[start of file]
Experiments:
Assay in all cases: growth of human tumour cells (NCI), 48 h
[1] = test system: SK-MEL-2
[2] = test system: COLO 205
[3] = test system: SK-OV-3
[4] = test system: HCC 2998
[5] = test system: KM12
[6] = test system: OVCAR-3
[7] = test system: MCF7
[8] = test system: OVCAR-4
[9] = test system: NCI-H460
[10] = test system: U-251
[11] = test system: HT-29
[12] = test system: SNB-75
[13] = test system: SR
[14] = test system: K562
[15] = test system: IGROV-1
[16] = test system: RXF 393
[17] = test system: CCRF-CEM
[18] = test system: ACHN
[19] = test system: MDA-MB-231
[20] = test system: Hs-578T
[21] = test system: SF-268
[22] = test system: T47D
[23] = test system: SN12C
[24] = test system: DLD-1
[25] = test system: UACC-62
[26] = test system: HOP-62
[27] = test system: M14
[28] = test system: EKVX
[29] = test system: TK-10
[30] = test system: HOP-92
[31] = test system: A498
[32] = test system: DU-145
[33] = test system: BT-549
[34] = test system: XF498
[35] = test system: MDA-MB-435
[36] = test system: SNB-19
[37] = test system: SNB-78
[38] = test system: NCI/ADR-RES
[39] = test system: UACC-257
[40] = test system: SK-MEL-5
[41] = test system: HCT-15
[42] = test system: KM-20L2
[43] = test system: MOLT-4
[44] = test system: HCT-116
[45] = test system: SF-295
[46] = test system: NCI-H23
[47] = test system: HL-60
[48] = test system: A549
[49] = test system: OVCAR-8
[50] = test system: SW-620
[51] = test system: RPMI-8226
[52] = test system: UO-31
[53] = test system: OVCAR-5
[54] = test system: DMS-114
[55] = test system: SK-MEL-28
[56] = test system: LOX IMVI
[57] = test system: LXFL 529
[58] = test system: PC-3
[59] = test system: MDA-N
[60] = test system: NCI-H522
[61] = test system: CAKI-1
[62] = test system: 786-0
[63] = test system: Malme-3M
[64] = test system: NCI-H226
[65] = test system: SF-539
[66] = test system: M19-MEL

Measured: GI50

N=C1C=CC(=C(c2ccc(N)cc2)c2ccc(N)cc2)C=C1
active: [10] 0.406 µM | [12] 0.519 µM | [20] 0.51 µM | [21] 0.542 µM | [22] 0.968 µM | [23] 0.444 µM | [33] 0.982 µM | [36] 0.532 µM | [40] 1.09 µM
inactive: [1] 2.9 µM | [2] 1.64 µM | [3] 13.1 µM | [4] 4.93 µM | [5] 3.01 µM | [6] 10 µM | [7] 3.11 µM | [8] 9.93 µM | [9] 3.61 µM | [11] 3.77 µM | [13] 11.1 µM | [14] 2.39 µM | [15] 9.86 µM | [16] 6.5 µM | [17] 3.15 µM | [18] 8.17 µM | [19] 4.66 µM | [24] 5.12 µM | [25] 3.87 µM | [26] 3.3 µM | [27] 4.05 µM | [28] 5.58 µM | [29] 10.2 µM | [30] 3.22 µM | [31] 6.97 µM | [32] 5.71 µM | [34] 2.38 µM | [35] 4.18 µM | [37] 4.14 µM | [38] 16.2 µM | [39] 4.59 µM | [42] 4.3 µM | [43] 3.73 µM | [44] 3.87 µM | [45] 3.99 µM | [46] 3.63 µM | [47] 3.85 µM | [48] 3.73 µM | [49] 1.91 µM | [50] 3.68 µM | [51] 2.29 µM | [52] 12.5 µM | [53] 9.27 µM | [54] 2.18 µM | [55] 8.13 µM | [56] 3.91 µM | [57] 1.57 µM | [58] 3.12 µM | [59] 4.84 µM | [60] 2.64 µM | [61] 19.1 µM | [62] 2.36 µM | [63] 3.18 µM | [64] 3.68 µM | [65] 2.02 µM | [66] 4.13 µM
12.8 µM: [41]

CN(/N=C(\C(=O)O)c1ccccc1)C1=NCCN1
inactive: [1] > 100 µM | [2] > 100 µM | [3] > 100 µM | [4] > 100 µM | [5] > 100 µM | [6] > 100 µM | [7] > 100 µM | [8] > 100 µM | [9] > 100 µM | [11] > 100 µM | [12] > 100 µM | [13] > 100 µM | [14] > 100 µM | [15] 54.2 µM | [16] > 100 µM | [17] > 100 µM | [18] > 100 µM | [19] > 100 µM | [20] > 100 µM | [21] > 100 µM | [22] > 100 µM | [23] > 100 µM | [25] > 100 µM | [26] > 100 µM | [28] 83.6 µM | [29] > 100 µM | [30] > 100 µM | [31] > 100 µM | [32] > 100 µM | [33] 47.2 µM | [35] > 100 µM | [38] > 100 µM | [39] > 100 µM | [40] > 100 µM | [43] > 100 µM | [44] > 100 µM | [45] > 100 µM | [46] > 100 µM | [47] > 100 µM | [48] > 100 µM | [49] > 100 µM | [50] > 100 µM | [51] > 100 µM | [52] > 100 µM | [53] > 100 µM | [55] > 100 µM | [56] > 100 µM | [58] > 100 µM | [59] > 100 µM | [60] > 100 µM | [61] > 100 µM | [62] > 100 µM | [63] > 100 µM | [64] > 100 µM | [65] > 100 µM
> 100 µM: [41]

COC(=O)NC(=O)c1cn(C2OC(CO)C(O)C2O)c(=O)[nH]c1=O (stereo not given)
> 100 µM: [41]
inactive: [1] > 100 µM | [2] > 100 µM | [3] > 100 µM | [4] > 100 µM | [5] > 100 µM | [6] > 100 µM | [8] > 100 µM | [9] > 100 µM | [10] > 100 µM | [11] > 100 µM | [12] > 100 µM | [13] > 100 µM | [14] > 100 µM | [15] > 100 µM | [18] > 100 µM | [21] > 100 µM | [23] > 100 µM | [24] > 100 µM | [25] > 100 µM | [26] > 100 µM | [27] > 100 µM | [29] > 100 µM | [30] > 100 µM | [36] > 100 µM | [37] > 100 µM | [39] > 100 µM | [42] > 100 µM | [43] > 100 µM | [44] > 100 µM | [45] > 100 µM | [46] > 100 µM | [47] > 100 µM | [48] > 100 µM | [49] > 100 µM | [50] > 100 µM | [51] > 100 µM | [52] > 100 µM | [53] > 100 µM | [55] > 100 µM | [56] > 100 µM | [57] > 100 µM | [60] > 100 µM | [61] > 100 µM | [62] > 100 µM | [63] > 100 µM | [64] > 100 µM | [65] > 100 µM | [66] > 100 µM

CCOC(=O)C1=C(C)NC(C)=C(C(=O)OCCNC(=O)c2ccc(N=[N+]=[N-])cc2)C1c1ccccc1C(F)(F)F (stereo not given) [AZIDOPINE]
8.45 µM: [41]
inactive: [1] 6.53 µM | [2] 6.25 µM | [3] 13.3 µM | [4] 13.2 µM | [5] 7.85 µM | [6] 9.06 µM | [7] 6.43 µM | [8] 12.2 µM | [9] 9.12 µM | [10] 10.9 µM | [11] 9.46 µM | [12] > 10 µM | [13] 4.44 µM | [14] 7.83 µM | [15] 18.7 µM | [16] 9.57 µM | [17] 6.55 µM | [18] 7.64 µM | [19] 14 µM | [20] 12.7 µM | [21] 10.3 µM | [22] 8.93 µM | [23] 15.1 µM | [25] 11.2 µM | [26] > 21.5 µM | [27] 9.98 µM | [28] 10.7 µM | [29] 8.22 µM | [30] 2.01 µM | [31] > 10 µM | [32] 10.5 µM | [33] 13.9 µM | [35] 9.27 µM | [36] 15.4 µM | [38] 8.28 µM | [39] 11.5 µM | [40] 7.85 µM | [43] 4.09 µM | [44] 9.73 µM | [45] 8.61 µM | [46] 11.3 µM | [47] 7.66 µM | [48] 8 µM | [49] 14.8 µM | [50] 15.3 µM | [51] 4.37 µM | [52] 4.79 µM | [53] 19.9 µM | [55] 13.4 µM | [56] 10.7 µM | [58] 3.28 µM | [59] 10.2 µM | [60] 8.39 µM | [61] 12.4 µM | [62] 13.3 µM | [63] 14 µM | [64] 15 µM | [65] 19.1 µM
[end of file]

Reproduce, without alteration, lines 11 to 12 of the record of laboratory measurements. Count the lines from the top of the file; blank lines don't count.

[9] = test system: NCI-H460
[10] = test system: U-251